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United States Court of Appeals, Second Circuit.

XUEXIA FENG, Petitioner, v. Merrick B. GARLAND, United States Attorney General,* Respondent.


Decided: April 09, 2021

PRESENT: ROBERT D. SACK, DENNY CHIN, WILLIAM J. NARDINI, Circuit Judges. FOR PETITIONER: Rakhvir K. Dhanoa, Esq., New York, NY. FOR RESPONDENT: Brian M. Boynton, Assistant Attorney General; Jessica A. Dawgert, Senior Litigation Counsel; Christopher Buchanan, Trial Attorney, Office of Immigration Litigation, United States Department of Justice, Washington, DC.


Petitioner Xuexia Feng, a native and citizen of the People's Republic of China, seeks review of a December 12, 2018 decision of the BIA denying her motion to reopen her removal proceedings. In re Xuexia Feng, No. A XXX XX8 238 (B.I.A. Dec. 12, 2018). We assume the parties’ familiarity with the underlying facts and procedural history.

We have jurisdiction to review only the BIA's denial of Feng's motion to reopen. See Jin Ming Liu v. Gonzales, 439 F.3d 109, 111 (2d Cir. 2006) (per curiam); Ke Zhen Zhao v. U.S. DOJ, 265 F.3d 83, 89-90 (2d Cir. 2001). We review the BIA's denial of a motion to reopen for abuse of discretion. See Zhao Quan Chen v. Gonzales, 492 F.3d 153, 154 (2d Cir. 2007) (per curiam). The BIA abuses its discretion if its “decision provides no rational explanation, inexplicably departs from established policies, is devoid of any reasoning, or contains only summary or conclusory statements; that is to say, where the Board has acted in an arbitrary or capricious manner.” Kaur v. BIA, 413 F.3d 232, 233–34 (2d Cir. 2005) (per curiam) (internal quotation marks omitted). A motion to reopen must be based on new, previously unavailable evidence, and that evidence must make a prima facie case for the relief sought. See 8 C.F.R. § 1003.2(c)(1); INS v. Doherty, 502 U.S. 314, 323, 112 S.Ct. 719, 116 L.Ed.2d 823 (1992). The dispositive issue is whether Feng's new evidence established her prima facie eligibility for relief, i.e., either through past persecution or a well-founded fear of persecution in China or a likelihood of persecution or torture in either China or Venezuela. The BIA did not abuse its discretion by denying Feng's motion to reopen.

The applicant has the “heavy burden of demonstrating a likelihood that the new evidence presented would alter the result in the case.” Li Yong Cao v. U.S. DOJ, 421 F.3d 149, 156 (2d Cir. 2005) (internal quotation marks omitted). Feng failed to meet that burden because she based her motion on the same claim—that she was beaten and detained for seeking benefits for her father—that had previously been found not credible. See Kaur, 413 F.3d at 234 (finding no abuse of discretion where evidence presented with motion was not “material because it did not rebut the adverse credibility finding that provided the basis for the [Immigration Judge's] denial of petitioner's underlying asylum application” (internal quotation marks omitted)).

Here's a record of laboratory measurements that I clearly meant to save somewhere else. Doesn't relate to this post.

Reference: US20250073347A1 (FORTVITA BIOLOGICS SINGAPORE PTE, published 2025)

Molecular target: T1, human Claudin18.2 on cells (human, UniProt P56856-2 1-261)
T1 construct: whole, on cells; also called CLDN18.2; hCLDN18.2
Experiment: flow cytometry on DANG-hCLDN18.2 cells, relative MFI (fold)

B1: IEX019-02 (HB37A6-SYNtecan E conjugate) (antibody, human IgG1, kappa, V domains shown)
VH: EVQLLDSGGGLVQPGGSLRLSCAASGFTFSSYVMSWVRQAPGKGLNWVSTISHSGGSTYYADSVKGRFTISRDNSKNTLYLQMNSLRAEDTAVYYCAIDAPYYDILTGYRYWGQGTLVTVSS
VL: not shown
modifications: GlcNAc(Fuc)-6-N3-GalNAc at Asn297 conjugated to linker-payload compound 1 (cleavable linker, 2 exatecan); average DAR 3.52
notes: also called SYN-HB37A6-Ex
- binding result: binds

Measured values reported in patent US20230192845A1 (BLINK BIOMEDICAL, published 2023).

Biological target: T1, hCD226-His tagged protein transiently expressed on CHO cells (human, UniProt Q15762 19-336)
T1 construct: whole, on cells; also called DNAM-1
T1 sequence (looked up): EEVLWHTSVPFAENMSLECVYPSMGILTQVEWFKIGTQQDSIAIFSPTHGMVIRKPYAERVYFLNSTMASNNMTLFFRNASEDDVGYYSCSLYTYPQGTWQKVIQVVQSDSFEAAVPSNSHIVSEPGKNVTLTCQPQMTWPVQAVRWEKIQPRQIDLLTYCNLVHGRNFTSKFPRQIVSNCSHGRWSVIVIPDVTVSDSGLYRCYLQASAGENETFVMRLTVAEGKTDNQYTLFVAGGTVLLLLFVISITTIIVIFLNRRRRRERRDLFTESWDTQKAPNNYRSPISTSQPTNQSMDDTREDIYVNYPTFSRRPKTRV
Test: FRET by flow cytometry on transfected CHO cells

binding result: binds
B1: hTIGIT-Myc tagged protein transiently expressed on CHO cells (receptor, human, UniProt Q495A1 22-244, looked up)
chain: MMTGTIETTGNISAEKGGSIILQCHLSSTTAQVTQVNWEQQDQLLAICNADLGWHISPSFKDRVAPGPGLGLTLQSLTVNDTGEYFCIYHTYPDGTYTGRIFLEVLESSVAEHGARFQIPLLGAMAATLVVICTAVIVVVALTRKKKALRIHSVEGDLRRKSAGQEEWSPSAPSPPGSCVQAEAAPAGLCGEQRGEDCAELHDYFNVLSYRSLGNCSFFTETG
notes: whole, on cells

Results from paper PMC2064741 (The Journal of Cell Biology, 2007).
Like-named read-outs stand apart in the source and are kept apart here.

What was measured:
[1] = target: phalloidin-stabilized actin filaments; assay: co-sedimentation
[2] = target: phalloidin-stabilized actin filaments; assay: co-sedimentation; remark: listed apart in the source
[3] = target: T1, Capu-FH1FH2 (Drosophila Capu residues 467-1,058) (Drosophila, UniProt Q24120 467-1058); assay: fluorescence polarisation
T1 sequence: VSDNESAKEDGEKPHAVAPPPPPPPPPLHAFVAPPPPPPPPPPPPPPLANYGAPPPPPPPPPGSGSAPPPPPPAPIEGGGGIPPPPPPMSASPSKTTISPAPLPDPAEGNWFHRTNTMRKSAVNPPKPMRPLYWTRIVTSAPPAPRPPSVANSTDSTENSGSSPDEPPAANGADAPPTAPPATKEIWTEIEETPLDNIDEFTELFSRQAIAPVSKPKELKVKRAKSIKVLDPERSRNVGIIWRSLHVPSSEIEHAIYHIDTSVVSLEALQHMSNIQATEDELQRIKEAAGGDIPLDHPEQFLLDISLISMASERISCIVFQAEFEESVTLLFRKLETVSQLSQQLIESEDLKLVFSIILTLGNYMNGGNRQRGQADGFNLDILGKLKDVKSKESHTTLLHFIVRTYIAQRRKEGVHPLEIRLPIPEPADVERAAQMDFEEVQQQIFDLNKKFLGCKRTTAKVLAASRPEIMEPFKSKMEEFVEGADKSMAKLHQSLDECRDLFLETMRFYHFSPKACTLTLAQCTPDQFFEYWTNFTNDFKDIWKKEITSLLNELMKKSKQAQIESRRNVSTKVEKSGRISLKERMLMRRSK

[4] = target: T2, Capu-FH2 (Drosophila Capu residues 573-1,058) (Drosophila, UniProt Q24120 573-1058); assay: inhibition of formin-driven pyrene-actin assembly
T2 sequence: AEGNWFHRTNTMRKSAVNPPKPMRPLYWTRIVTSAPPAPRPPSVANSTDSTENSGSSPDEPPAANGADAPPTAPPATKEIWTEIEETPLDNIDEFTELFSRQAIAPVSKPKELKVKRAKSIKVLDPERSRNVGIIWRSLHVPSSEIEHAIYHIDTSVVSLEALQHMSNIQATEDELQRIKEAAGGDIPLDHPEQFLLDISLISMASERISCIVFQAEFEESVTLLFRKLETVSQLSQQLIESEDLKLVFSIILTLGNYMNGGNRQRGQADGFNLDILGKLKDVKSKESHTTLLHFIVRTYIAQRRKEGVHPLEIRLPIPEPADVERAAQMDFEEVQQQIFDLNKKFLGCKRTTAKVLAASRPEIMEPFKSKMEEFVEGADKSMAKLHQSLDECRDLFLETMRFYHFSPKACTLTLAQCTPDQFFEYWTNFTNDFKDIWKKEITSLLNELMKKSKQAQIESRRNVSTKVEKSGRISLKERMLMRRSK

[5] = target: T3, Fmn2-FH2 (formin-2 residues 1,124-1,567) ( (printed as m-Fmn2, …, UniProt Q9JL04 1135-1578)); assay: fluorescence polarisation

As to Venezuela, Feng argued that she could not return because conditions had deteriorated and Chinese nationals were targets of crime and violence. The BIA reasonably determined that this new evidence did not state a prima facie case for withholding of removal because it did not implicate a protected ground. Feng's new evidence showed an increase in crime in Venezuela, causing many to flee the country. A U.S. Department of State Travel Advisory warns that “violent crime, such as homicide, armed robbery, kidnapping, and carjacking is common.” Although Feng argued that Chinese nationals are particular targets of crime in Venezuela, the evidence shows that Chinese nationals are leaving Venezuela because of the violence and failing economy, not that they are being targeted for persecution. To the extent that Feng moved to reopen to apply for Convention Against Torture relief, she relied on the same facts underlying her claim for withholding of removal and, as the agency found, her evidence did not show that Chinese nationals were singled out for harm. See 8 C.F.R. §§ 1208.16(c)(2) (placing burden on applicant to show that she is “more likely than not” to be tortured), 1208.18(a)(1) (defining torture as severe harm by, or with the acquiescence of, public officials).

For the foregoing reasons, the petition for review is DENIED. All pending motions and applications are DENIED and stays VACATED.

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